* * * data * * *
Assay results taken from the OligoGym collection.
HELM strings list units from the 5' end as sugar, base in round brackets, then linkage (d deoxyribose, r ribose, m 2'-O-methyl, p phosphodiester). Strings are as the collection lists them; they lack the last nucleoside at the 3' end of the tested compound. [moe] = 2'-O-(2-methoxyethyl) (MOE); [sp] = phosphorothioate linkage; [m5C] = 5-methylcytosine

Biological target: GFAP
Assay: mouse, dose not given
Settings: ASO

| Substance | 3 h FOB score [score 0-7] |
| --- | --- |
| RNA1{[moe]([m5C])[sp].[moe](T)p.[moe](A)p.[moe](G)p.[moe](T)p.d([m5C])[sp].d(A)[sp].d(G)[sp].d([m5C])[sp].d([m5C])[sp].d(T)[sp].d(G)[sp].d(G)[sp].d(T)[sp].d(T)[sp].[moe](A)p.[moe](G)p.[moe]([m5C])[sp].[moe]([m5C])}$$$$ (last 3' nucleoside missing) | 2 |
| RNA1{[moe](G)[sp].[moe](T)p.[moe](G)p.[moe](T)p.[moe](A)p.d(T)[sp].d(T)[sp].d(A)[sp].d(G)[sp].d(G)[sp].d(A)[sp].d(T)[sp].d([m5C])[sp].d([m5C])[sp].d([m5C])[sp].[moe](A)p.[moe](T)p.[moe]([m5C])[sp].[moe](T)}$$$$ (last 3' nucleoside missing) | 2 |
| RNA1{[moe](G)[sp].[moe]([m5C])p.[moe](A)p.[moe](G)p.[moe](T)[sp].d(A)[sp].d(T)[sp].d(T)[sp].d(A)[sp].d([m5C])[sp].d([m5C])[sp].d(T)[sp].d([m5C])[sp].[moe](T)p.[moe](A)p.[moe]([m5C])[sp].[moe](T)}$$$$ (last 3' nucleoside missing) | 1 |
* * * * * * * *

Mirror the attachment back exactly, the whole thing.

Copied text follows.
Assay results taken from the OligoGym collection.
HELM strings list units from the 5' end as sugar, base in round brackets, then linkage (d deoxyribose, r ribose, m 2'-O-methyl, p phosphodiester). Strings are as the collection lists them; they lack the last nucleoside at the 3' end of the tested compound. [moe] = 2'-O-(2-methoxyethyl) (MOE); [sp] = phosphorothioate linkage; [m5C] = 5-methylcytosine

Biological target: GFAP
Assay: mouse, dose not given
Settings: ASO

| Substance | 3 h FOB score [score 0-7] |
| --- | --- |
| RNA1{[moe]([m5C])[sp].[moe](T)p.[moe](A)p.[moe](G)p.[moe](T)p.d([m5C])[sp].d(A)[sp].d(G)[sp].d([m5C])[sp].d([m5C])[sp].d(T)[sp].d(G)[sp].d(G)[sp].d(T)[sp].d(T)[sp].[moe](A)p.[moe](G)p.[moe]([m5C])[sp].[moe]([m5C])}$$$$ (last 3' nucleoside missing) | 2 |
| RNA1{[moe](G)[sp].[moe](T)p.[moe](G)p.[moe](T)p.[moe](A)p.d(T)[sp].d(T)[sp].d(A)[sp].d(G)[sp].d(G)[sp].d(A)[sp].d(T)[sp].d([m5C])[sp].d([m5C])[sp].d([m5C])[sp].[moe](A)p.[moe](T)p.[moe]([m5C])[sp].[moe](T)}$$$$ (last 3' nucleoside missing) | 2 |
| RNA1{[moe](G)[sp].[moe]([m5C])p.[moe](A)p.[moe](G)p.[moe](T)[sp].d(A)[sp].d(T)[sp].d(T)[sp].d(A)[sp].d([m5C])[sp].d([m5C])[sp].d(T)[sp].d([m5C])[sp].[moe](T)p.[moe](A)p.[moe]([m5C])[sp].[moe](T)}$$$$ (last 3' nucleoside missing) | 1 |